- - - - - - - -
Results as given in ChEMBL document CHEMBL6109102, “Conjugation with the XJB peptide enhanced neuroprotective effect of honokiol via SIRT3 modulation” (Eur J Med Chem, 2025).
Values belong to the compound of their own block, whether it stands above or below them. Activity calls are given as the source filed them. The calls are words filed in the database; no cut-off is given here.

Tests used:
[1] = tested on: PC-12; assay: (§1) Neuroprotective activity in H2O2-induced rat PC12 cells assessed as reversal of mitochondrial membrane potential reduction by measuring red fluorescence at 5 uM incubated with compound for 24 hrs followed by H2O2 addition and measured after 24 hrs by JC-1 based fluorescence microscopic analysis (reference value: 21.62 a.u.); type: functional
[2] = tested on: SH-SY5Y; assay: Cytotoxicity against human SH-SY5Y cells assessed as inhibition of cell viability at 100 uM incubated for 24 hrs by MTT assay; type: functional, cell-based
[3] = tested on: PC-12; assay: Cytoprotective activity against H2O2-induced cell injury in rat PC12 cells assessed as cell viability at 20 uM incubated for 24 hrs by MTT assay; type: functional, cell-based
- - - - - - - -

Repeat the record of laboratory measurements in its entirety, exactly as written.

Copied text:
Results as given in ChEMBL document CHEMBL6109102, “Conjugation with the XJB peptide enhanced neuroprotective effect of honokiol via SIRT3 modulation” (Eur J Med Chem, 2025).
Values belong to the compound of their own block, whether it stands above or below them. Activity calls are given as the source filed them. The calls are words filed in the database; no cut-off is given here.

Tests used:
[1] = tested on: PC-12; assay: (§1) Neuroprotective activity in H2O2-induced rat PC12 cells assessed as reversal of mitochondrial membrane potential reduction by measuring red fluorescence at 5 uM incubated with compound for 24 hrs followed by H2O2 addition and measured after 24 hrs by JC-1 based fluorescence microscopic analysis (reference value: 21.62 a.u.); type: functional
[2] = tested on: SH-SY5Y; assay: Cytotoxicity against human SH-SY5Y cells assessed as inhibition of cell viability at 100 uM incubated for 24 hrs by MTT assay; type: functional, cell-based
[3] = tested on: PC-12; assay: Cytoprotective activity against H2O2-induced cell injury in rat PC12 cells assessed as cell viability at 20 uM incubated for 24 hrs by MTT assay; type: functional, cell-based